You do not have to eat in the extra-pay restaurants. I never do and the food is always wonderful and I don't have to cook! You don't have to drink, although you can purchase Drink Packages. I save my vitamin bottles and take different Liqueurs. Put into plastic baggies, put that into a sock, put the sock in a shoe, and there U go.

Yes, take your laptop. In some ports you can use it free or find an inexpensive cyber cafe. It IS very costly on board. I am Elite on Princess so I get a couple of hours free. You should compose your e-mails off line and then it takes very little time to Send. I also Journal every day and my family really enjoys this.

Once you have booked, join your Roll Call on Cruise Critic and your fellow pax will be - oh-so-helpful. Sometimes, they will plan private tours in the different ports. Most of the time, I do this. However, for your very first cruise, U may want to stick with the ship-sponsored shore.

I hope I have been some help to you. There is nothing like cruising and it is really time that You get to it.

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  #3  
Old February 1st, 2013, 09:58 AM
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dogs4fun dogs4fun is offline
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Default

Quote:
Originally Posted by greekgranny View Post
I am a 60 y/o nurse and social worker speed demon in a chair planning for my very first cruise with my sister and neice. We are researching western European 2-3 Week tours. I have a few questions that I am hoping a few of you can help me out. We do plan on trying to book a non-stop, first class flight to our boarding destination. However we are wondering what class cabin would be best for the 3 of us. I am able to ambulate short distances with a walker and am very strong and am quite active.

*Would a suite be best or can we go smaller?
*Wil ground excursions be wheelchair friendly in W. European large cities?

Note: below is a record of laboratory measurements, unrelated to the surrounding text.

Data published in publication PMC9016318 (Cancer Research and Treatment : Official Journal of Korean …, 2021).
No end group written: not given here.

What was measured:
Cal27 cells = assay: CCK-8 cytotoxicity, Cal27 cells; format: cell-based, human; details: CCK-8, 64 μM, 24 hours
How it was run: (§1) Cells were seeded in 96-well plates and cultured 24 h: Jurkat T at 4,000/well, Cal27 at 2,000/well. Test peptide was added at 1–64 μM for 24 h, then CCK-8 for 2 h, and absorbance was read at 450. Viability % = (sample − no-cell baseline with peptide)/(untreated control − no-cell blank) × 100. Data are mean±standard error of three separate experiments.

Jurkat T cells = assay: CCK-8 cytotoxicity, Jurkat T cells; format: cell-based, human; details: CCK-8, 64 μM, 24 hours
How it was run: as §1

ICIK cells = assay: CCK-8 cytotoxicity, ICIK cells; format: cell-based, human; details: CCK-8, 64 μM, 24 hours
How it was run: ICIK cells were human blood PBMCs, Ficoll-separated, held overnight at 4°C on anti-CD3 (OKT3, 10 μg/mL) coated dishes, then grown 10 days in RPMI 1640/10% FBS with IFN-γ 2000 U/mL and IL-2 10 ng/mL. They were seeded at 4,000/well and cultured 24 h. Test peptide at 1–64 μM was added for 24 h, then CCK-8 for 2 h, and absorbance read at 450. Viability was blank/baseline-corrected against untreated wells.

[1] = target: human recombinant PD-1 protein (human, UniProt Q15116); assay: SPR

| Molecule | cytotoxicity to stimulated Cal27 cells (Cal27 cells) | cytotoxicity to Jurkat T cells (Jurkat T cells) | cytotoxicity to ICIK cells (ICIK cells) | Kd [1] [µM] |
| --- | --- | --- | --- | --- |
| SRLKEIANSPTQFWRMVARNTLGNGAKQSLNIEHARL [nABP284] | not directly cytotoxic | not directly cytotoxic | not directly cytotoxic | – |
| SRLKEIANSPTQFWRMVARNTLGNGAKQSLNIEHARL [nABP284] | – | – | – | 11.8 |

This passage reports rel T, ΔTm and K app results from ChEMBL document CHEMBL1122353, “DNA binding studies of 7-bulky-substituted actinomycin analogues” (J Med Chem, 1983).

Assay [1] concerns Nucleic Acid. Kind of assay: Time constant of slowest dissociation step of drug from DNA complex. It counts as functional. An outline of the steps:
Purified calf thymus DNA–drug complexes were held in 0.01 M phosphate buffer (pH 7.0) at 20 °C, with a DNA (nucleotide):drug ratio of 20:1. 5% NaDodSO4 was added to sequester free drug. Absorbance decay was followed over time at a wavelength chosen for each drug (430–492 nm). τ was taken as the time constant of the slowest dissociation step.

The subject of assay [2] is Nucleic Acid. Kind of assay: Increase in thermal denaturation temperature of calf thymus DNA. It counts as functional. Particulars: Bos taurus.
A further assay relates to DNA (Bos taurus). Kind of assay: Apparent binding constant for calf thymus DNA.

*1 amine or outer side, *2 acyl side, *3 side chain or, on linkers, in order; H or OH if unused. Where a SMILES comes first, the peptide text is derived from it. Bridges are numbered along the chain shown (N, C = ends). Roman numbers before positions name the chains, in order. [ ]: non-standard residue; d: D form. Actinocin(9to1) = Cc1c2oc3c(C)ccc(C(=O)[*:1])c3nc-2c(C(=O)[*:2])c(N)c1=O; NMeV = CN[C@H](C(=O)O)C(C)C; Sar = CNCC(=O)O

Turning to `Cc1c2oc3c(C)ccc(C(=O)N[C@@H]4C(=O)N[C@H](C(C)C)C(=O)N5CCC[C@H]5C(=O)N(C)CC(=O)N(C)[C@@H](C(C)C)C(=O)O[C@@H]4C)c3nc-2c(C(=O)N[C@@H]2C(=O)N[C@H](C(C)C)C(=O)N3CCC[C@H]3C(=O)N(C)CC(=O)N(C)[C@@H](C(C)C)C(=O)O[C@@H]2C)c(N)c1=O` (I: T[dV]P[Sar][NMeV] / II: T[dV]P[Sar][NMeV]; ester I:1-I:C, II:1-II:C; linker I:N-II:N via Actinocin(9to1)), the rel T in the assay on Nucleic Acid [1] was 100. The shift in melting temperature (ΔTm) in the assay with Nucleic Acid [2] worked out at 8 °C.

*Any suggestions on what ground excursions to engage in While in larger cities?
*Are there special articles I should make sure to purchase prior to the trip?
*Any special packing tips, purchases or clothing needs for a September European cruise.
*What kind of currency did you use in different cities?
*Was it costly to use a laptop while onboard ship?
*Cost saving ideas?
*Was English spoken in most spots?
*How much cash will we each need for a 2 week cruise with several ports of call?

Any and all suggestions welcomed and appreciated.
Hi greekgranny,
What ports will you be visiting? Will be happy to give some recommendations re: tours & currency in the cities/ports I have visited.
jill
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  #4  
Old February 1st, 2013, 12:42 PM
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Sauer-kraut Sauer-kraut is offline
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A full suite will be NICE, but there are Handicap classes of cabins that will be larger and will have a roll-in shower rather than the traditional step up to the bathroom. When you have decided on the cruise book immediately as HC cabins are very limited.

Also, European cities are OLD, there have been strides made to make them more accessible but after pushing my cousin in her chair in London, it was a bit of a struggle. Fortnum & Mason's has an elevator although at that time it was a tight squeeze for the chair and her pusher. The Ritz has a ramp into the area where the tea is served, but its quite an angle to push up. I would enquire into private tours that can be created to accommodate your limitations. There is a great board on C.C. for less able cruisers so you might find a lot of information over there.

Have a wonderful time! I would suggest you do a search for the chatter MeltingMoments she did a review of her NCL cruise with her DH who has mobility issues.

September is a lovely month to cruise! If you are doing Mediterranean it will still be warm so capris, skirts and a cardigan will be fine. If you are doing Baltics, pants, windbreaker and light layers will be appropriate.

Since we don't know where you are going: The Euro will get you around Greece, Germany, Italy, France, Spain. Kuna in Croatia, Crowns in Denmark, and if you are going to Turkey it will be Lira (?) so a credit card is your friend, Captial One offers a no transaction fee so that's what I use in Europe.

Computer connections on board ships is painfully slow, you pay by the minute (or a package of minutes) and it is just frustration to use. It is easier to just find an internet cafe in port and use their machines. Besides its a pain to drag a laptop around, it won't fit in the cabin safe so you can't really secure it anywhere.

English is spoken widely in Europe. You will find that people might not be willing to embarrass themselves but if you are patient and can manage with gestures you will be fine.
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Last edited by Sauer-kraut; February 1st, 2013 at 12:51 PM.